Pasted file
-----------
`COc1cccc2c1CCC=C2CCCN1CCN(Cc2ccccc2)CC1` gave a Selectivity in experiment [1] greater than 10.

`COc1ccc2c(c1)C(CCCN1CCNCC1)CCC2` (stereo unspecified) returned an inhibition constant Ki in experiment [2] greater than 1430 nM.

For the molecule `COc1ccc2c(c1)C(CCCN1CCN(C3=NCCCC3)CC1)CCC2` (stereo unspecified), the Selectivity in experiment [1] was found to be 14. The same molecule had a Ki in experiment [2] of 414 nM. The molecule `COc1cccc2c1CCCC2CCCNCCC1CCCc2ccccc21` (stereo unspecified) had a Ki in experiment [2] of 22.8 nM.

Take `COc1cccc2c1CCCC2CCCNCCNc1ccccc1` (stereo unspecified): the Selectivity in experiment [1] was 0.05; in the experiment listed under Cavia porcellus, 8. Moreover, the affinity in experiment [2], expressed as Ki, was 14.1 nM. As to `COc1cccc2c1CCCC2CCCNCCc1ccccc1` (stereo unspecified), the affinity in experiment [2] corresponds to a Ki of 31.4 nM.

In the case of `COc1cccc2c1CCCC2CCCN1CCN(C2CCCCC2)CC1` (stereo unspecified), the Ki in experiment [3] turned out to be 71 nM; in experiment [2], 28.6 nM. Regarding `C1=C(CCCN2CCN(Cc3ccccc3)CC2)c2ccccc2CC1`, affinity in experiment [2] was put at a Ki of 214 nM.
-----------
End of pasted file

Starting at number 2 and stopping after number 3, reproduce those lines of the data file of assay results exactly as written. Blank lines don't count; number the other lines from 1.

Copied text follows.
`COc1ccc2c(c1)C(CCCN1CCNCC1)CCC2` (stereo unspecified) returned an inhibition constant Ki in experiment [2] greater than 1430 nM.

For the molecule `COc1ccc2c(c1)C(CCCN1CCN(C3=NCCCC3)CC1)CCC2` (stereo unspecified), the Selectivity in experiment [1] was found to be 14. The same molecule had a Ki in experiment [2] of 414 nM. The molecule `COc1cccc2c1CCCC2CCCNCCC1CCCc2ccccc21` (stereo unspecified) had a Ki in experiment [2] of 22.8 nM.